“Let me say to you, church, we have been through quite a lot these last few weeks,” he said. “But I am assured of one thing: Our church is due for a resurrection.”
The beast — a nickname given to the disease by journalists and others — did not discriminate at King’s church. It sickened a young elementary school principal and his wife. It afflicted a state legislator. It forced a retired Cobb County sheriff’s deputy to battle for his life. It attacked a retired college worker and killed her husband, a Vietnam War veteran. It claimed the lives of a grandmother and a church usher. Here are some of their stories.
Fighting the enemy
Clay Bentley of Rome attended the house of worship years ago when it held services at a different location and was known as the Cartersville Church of God. So he was glad to sing in the reunion choir at Liberty Square on March 1. That evening, Bentley, 59, felt sick.
“I went up the steps to go to bed and I thought I was going to die in my bedroom because I couldn’t get no breath,” said Bentley, a bearded and burly retired Cobb County sheriff’s deputy.
Bentley visited an urgent care clinic in Rome the next day. The clinic referred him to a local hospital, citing his low oxygen levels. The hospital diagnosed him with pneumonia and sent him home with medication. His condition worsened, so he returned and tested positive for COVID-19.
He fought for his life for days, feeling as if someone were lying on his chest and crushing him. His Christian faith, he said, helped him beat the beast.
“I was not going to allow the enemy to come and tell me it was over for me,” he said. “I’m telling you right now, it was my faith that got me up off of that bed.”
Bentley is regaining strength by taking incrementally longer walks through his neighborhood. Still wary of the disease, he wears latex gloves whenever he goes shopping and does not get too close to others.
“I am just really careful, even now, even though they say you ain’t got no problem with it,” he said. “I stay away from other people I don’t know and even some I do know. I keep my distance.”
‘Back with my grandma’
A Lockheed Martin retiree from Fairmount, Harold Passmore, 78, loved the church. It was his favorite place, said his granddaughter, Anna Bearden. He routinely volunteered as an usher there and worked in its food pantry.
Passmore attended services at Liberty Square on March 1 and on the following Sunday. After his last visit, he started feeling sick. He fell asleep in his car after pulling into his driveway one day. That was unlike him, Bearden said. He eventually came inside and sat in his recliner for much of the rest of the day.
“He was sitting in his chair and the sun was just beaming on his face and (my sister) said, ‘Are you just going sit there with the sun in your face?’” Bearden, 24, said. “He wouldn’t really answer our questions. When my mom got home from work, she checked his temperature and it was 103.”
Passmore visited Cartersville Medical Center, where he was diagnosed with the flu, pneumonia and COVID-19. At one point, he appeared to rally. But then he began to suffer from an irregular heart rate and chest pains. The hospital isolated him in intensive care.
“It was hard not being able to see him, especially when he was as sick as he was,” Bearden said. “My mom did get to talk to him a couple of times. And she just said he always sounded really winded.”
Bearden suspects her grandfather contracted his illness at the church, though she does not blame the house of worship. He died on March 23. His wife of 55 years, Hazel, preceded him in death.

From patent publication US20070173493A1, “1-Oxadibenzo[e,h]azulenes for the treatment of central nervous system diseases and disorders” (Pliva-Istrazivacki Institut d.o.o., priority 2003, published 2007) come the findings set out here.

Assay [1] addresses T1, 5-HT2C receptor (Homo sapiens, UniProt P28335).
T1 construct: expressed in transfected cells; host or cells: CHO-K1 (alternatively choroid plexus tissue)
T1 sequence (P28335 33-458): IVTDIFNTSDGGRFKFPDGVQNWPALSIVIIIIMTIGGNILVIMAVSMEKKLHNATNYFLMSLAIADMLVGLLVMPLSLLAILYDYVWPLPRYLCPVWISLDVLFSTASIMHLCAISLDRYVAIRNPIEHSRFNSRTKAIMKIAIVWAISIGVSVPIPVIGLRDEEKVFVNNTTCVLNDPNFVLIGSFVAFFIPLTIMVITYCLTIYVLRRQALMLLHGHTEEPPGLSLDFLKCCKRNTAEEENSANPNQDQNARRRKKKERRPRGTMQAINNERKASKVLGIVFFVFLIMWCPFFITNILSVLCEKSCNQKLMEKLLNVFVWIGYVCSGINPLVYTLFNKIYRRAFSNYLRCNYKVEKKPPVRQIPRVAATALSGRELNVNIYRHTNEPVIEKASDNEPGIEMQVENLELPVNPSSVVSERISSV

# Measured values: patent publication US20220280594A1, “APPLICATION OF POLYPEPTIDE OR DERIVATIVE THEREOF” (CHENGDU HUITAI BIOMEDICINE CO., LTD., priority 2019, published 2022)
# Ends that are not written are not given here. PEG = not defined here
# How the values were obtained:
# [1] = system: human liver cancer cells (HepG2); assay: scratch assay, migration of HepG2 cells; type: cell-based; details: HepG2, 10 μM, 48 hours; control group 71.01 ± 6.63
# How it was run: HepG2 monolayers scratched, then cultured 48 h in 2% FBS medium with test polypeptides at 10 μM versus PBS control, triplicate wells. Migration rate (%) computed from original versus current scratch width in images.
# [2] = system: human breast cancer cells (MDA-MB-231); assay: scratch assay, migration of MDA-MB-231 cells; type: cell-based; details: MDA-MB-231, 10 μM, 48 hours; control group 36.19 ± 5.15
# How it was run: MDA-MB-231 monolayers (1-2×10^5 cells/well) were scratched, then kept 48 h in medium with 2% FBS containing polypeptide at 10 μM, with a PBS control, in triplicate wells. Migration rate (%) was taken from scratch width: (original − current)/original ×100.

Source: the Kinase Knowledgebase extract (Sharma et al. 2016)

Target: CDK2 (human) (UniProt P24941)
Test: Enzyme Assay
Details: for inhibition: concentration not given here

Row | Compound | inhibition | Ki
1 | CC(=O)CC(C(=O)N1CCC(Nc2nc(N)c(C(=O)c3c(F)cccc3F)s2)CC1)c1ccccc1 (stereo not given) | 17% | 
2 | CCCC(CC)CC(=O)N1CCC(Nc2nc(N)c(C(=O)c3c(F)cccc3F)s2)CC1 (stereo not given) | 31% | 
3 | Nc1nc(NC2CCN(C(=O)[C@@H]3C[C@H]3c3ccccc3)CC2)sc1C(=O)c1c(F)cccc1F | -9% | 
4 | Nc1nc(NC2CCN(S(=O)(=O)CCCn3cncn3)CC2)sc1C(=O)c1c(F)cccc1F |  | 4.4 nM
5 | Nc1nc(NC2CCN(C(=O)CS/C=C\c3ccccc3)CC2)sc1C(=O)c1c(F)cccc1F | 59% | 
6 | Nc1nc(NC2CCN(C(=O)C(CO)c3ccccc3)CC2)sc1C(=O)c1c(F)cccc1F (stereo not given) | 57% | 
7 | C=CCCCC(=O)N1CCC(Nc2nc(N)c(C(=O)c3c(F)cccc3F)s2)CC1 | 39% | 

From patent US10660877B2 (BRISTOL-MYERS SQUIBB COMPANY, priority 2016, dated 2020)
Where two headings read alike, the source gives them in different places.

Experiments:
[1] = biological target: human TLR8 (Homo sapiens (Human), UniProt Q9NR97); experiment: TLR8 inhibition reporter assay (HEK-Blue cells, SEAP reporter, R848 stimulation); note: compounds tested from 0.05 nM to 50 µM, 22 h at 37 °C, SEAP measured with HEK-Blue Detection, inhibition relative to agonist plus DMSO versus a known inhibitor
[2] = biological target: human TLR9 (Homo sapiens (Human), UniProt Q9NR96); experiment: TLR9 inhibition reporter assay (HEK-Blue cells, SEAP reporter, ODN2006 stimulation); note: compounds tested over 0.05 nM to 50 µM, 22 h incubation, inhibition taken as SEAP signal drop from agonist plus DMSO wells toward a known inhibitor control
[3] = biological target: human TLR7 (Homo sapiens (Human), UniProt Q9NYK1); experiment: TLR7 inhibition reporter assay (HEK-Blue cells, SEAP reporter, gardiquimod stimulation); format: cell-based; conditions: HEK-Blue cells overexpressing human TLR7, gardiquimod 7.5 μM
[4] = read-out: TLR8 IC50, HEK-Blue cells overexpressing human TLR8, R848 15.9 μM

“I think he was very confident in where he was going after he passed away,” Bearden said, “and we are happy for him because we know he is back with my grandma, and that is all he wanted.”
The gentle giant
Rita Hopper sat in the front row of the choir on March 1, singing “Send it On Down.” The choir was so big — it consisted of more than 100 singers — that Hopper, 68, was forced to share a seat with her neighbor. A friend had invited the retired Berry College dean’s assistant to visit Liberty Square that day.
Later that week, Rita began suffering from fatigue, a sore throat and tightness in her chest. She felt as if she were going to faint, so she threw herself on her bed to prevent herself from falling.
“When I came to, I got very nauseated,” she said. “And then I just broke out into chills. I was just soaking wet in a fever.”
Hopper went to the hospital, tested positive for COVID-19 and stayed in treatment for five days. Her 75-year-old husband, Bob, did not come with her to the church on March 1, though he tested positive for the disease after Rita did. Rita suspects he contracted the disease from her.
Bob stayed at the hospital overnight and then returned home the following day, hoping he could recover there. But he could not shake the beast, so he called an ambulance. Rita stayed with him as he died from complications from COVID-19 on March 28 at the hospital. She kissed his hands, spoke about their two Labradoodles and reminisced about their wedding day. She reassured him she would be OK.
The couple married about eight years ago in a beautiful ceremony in their backyard. A “gentle giant,” he stood six feet, seven inches, Rita said, and was kind and generous. Bob served in the U.S. Army and fought in the Vietnam War. Because of his experiences in the war, Bob suffered from post-traumatic stress disorder, which tormented him with depression and severe nightmares. For 33 years, he worked as a lab technician at Floyd Medical Center, where he passed away.
Rita’s Christian faith has helped her remain resilient. A touching gesture by her neighbors in Rome buoyed her. As her husband’s health declined in the hospital last month, neighbors gathered in Rita’s front yard to pray for her family. A minister read scripture.
“I was just overwhelmed,” she said. “It was just a beautiful sight.”